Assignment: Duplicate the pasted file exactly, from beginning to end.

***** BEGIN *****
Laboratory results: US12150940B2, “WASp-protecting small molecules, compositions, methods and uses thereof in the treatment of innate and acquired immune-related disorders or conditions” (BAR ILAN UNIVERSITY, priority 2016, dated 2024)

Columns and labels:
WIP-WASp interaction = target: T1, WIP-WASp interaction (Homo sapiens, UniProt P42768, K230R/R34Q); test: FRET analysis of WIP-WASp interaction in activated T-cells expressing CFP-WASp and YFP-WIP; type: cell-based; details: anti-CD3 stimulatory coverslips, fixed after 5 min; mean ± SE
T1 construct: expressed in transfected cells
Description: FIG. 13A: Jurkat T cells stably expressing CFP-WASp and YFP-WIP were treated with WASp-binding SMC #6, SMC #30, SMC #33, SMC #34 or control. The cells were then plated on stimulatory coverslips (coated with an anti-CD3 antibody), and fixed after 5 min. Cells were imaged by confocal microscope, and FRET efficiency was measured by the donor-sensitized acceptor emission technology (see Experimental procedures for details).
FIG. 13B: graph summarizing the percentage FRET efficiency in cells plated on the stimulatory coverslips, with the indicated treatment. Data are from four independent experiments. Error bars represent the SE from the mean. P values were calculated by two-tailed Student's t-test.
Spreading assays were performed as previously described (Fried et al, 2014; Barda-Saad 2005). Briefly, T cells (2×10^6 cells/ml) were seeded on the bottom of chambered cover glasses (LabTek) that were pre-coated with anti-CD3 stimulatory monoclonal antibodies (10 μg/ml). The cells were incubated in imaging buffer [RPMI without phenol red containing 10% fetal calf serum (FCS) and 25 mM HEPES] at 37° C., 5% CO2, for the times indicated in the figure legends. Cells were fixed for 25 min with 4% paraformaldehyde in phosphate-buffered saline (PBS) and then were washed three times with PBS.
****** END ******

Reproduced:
Laboratory results: US12150940B2, “WASp-protecting small molecules, compositions, methods and uses thereof in the treatment of innate and acquired immune-related disorders or conditions” (BAR ILAN UNIVERSITY, priority 2016, dated 2024)

Columns and labels:
WIP-WASp interaction = target: T1, WIP-WASp interaction (Homo sapiens, UniProt P42768, K230R/R34Q); test: FRET analysis of WIP-WASp interaction in activated T-cells expressing CFP-WASp and YFP-WIP; type: cell-based; details: anti-CD3 stimulatory coverslips, fixed after 5 min; mean ± SE
T1 construct: expressed in transfected cells
Description: FIG. 13A: Jurkat T cells stably expressing CFP-WASp and YFP-WIP were treated with WASp-binding SMC #6, SMC #30, SMC #33, SMC #34 or control. The cells were then plated on stimulatory coverslips (coated with an anti-CD3 antibody), and fixed after 5 min. Cells were imaged by confocal microscope, and FRET efficiency was measured by the donor-sensitized acceptor emission technology (see Experimental procedures for details).
FIG. 13B: graph summarizing the percentage FRET efficiency in cells plated on the stimulatory coverslips, with the indicated treatment. Data are from four independent experiments. Error bars represent the SE from the mean. P values were calculated by two-tailed Student's t-test.
Spreading assays were performed as previously described (Fried et al, 2014; Barda-Saad 2005). Briefly, T cells (2×10^6 cells/ml) were seeded on the bottom of chambered cover glasses (LabTek) that were pre-coated with anti-CD3 stimulatory monoclonal antibodies (10 μg/ml). The cells were incubated in imaging buffer [RPMI without phenol red containing 10% fetal calf serum (FCS) and 25 mM HEPES] at 37° C., 5% CO2, for the times indicated in the figure legends. Cells were fixed for 25 min with 4% paraformaldehyde in phosphate-buffered saline (PBS) and then were washed three times with PBS.